IRC is the net space of which one hears stories of drama and romance. This is where women are very much in demand socially. It is the jungle, Internet at its most alluring and addictive. People will tell you stories of wild netsex sessions with total strangers, of suicides committed while logged on, and about true love.

And of course, those who use IRC a lot will spend their idle moments waiting for something to happen. Meanwhile, they will read e-mail and surf the World Wide Web, and so on. The net has become larger than life for them.

There are so many roles

There are so many different kinds of net users. I am often asked about women on the net, and what there is about their net communication that differs from men. I usually answer that women are more interested in the communication and men are more interested in the tools. But there are women who like the tools and men who are learning to communicate with the same gusto as women.

There are so very many women online that they cannot possibly be grouped together. Just join a mailing list - you will soon see that the women differ from each other rather much. On the Internet, one notices among other things how very diverse women can be from other women.

Let me finish by sketching some online stereotypes of women!

There is the professional. She could be a researcher who subscribes to work related lists, and sends mail to colleagues, friends and relatives. The professional also visits interesting websites in search of information. She only uses those resources she needs, and is careful when making contact with others she does not personally know.

There is also the seeker. She is ready for the unknown, and will let herself to be swept into intimate conversations as soon as she gets a good opening. The seeker will bare her soul once she finds the right forum for that, and then she will get a rush and excitement out of everything that happens to her.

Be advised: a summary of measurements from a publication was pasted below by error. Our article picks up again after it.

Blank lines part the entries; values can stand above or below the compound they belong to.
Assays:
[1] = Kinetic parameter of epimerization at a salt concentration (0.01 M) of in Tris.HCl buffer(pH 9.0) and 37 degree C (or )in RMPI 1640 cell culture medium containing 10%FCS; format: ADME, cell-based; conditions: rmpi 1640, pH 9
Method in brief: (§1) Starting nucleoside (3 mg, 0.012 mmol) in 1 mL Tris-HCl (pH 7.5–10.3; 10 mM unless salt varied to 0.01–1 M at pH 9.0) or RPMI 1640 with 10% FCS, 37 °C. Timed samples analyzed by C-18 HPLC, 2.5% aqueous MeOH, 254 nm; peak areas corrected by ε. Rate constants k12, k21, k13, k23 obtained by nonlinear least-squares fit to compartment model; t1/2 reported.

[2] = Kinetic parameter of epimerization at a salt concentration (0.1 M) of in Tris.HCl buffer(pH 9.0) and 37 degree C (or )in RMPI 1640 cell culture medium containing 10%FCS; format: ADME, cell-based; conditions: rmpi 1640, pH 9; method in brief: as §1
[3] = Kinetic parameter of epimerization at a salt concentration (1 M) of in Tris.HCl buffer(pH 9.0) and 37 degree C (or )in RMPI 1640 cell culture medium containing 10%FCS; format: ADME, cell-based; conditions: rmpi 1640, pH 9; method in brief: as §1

A third species is the social animal who prefers to chat. She enjoys the verbal interaction itself, and the more light chat there is, the happier she will feel. It is the impact that her words have, the incessant little replies and inside jokes that make her feel energized and relaxed.

The marginal woman is a person who has felt out of place all her life, and who is on the lookout for others who are more or less marginal, too. She can be a victim of abuse, for example, looking out for others who have experienced something similar. Or she can be a radical thinker or lifestyle experimenter, who often feels not listened to in her offline life.

The pretender can be anything. She develops roles and presentations of herself like a dramaturg in the process of dramatizing a theatrical piece. Even when describing her real life she invents and colours, and is generally resourceful and expressive beyond her actual reality. It is not lying, but rather, tricks with mirrors.

Women can be many things on the net, as long as they can define, for themselves, what their roles are to be. This is a new form of empowerment and winning new territory - going boldly where no woman has gone before.